Horner v. Horner, No. COA19-632 (unpublished)
An alimony claim in North Carolina requires one spouse to be a dependent spouse and the other spouse to be a supporting spouse. A dependent spouse, as defined by statute, is a spouse who is “actually substantially dependent upon the other spouse for his or her maintenance and support or is substantially in need of maintenance and support from the other spouse” (N.C.G.S. § 50-16.1A). It is important to remember that in North Carolina a claim for alimony must be pending when a Judgment of Absolute Divorce is entered. If an alimony claim is not pending when a Judgment of Absolute Divorce is entered, the claimant is barred from bringing the claim in the future.
A court can consider marital misconduct when determining the amount and duration of an alimony award. Marital misconduct encompasses a broad range of acts that occur during the marriage and prior to or on the date of the parties’ separation. The court’s consideration of marital misconduct is the main issue in the Horner v. Horner matter, a case recently decided by the North Carolina Court of Appeals.
Scott Horner and Ellen Horner were married on April 14, 1995. One child was born of the marriage. Scott and Ellen separated and subsequently divorced on August 28, 2017. Ellen filed claims for post-separation support and alimony in her Answer. The trial court heard Ellen’s claim for alimony on November 29, 2017. An Order on Alimony was later entered and filed, declaring Scott as the supporting spouse and Ellen as the dependent spouse pursuant to N.C.G.S. § 50-16.1A.
Along with considering the parties’ lavish standard of living during the marriage, the trial court also found Scott engaged in marital misconduct during the parties’ marriage. According to statute, alimony shall be awarded if the court finds that the supporting spouse engaged in illicit sexual behavior prior to or on the date of separation. N.C.G.S. § 50-16.3A. Scott appealed from the court’s alimony decision contending that the trial court erred by concluding that it was barred from considering Ellen’s marital misconduct because he had committed illicit sexual behavior. According to statute, “If the court finds that the dependent and the supporting spouse each participated in an act of illicit sexual behavior during the marriage and prior to or on the date of separation, then alimony shall be denied or awarded in the discretion of the court after consideration of all of the circumstances.” N.C.G.S. § 50-16.3A(a). According to the Court of Appeals, the trial court made no such finding with regard to Ellen’s illicit sexual behavior, or lack thereof, despite Scott presenting evidence at trial that Ellen threatened to have an affair. Based on this, the Court of Appeals reasoned that the trial court erred by concluding that it was barred from considering Ellen’s illicit sexual behavior, being that the statute directs the court to consider the relevant factors when making a determination of alimony. N.C.G.S. § 50-16.3A(b). The Court of Appeals, as a result, remanded to the trial court to make findings regarding Ellen’s illicit sexual behavior, or lack thereof, to determine her entitlement to alimony.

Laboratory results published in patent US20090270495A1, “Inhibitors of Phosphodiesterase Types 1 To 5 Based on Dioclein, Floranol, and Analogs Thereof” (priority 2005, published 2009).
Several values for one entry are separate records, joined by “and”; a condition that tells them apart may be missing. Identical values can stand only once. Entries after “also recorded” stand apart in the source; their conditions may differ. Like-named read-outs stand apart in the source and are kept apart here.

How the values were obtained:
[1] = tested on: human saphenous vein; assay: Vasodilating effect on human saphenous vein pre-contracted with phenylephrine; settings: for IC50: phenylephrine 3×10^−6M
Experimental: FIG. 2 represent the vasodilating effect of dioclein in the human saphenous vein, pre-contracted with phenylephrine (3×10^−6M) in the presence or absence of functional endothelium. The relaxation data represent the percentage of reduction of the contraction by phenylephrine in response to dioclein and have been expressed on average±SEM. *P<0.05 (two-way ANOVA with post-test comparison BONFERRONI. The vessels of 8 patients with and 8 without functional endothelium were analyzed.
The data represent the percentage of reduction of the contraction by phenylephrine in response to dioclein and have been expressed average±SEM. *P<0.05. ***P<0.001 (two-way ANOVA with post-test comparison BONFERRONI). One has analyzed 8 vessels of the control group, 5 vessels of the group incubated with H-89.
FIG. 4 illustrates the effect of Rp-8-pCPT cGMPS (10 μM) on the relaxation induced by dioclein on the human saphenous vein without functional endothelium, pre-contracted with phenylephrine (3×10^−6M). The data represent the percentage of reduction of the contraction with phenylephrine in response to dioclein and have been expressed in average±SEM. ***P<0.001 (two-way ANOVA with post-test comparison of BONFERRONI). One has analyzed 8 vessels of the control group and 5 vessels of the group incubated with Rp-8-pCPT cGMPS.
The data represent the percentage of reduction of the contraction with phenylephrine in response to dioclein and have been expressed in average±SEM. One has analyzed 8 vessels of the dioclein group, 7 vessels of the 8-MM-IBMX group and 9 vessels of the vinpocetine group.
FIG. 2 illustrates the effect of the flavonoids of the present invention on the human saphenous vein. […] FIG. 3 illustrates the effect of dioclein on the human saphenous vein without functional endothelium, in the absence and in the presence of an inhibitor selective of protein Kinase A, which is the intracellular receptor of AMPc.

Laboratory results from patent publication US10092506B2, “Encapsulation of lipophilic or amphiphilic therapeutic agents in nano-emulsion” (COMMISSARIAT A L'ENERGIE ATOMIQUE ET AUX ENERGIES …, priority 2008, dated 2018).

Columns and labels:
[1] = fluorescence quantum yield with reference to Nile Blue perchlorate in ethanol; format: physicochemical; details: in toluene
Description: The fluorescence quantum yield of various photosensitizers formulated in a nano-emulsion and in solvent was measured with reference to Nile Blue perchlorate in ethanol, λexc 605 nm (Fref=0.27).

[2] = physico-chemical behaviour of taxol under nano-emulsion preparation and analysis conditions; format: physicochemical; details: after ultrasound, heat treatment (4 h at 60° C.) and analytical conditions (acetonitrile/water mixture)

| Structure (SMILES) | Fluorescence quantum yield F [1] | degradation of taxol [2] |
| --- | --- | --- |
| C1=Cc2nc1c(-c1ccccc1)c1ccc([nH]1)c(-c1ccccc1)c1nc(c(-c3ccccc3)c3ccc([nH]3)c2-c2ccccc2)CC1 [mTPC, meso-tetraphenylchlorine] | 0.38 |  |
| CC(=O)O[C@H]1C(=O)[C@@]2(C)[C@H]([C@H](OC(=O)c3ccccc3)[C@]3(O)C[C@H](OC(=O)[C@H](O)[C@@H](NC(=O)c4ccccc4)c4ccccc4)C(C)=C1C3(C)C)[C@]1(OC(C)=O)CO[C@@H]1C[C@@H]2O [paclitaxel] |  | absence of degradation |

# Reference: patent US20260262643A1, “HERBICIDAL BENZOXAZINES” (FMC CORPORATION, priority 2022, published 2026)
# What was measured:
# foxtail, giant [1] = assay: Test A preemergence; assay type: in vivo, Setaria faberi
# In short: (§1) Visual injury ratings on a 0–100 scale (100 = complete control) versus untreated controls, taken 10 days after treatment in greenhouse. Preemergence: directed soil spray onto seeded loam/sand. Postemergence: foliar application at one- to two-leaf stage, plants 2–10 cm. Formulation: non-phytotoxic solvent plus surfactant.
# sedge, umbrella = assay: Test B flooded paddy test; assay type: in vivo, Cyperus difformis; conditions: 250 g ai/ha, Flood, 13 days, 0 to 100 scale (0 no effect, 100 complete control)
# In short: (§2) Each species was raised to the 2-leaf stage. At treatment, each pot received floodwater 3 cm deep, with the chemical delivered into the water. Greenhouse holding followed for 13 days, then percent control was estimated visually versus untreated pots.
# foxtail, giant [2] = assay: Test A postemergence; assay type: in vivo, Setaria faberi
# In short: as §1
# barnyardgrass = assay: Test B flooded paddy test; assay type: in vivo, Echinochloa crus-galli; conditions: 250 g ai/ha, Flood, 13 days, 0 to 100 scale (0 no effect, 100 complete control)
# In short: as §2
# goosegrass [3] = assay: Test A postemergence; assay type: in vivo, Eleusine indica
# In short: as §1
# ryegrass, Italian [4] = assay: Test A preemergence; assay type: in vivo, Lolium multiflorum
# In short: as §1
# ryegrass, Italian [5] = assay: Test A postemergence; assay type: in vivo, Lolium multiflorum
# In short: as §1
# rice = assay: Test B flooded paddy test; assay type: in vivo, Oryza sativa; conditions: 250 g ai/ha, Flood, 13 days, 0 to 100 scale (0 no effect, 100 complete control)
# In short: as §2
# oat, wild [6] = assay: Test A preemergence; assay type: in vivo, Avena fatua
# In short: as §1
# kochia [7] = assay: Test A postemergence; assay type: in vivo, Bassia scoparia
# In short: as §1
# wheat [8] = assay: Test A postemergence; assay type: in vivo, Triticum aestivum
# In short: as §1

Remember that the court can consider several factors when determining the amount and duration of alimony. Engaging in marital misconduct prior to or on the date of separation may change the court’s decision with regard to alimony in your matter. If in doubt, consult a family law attorney.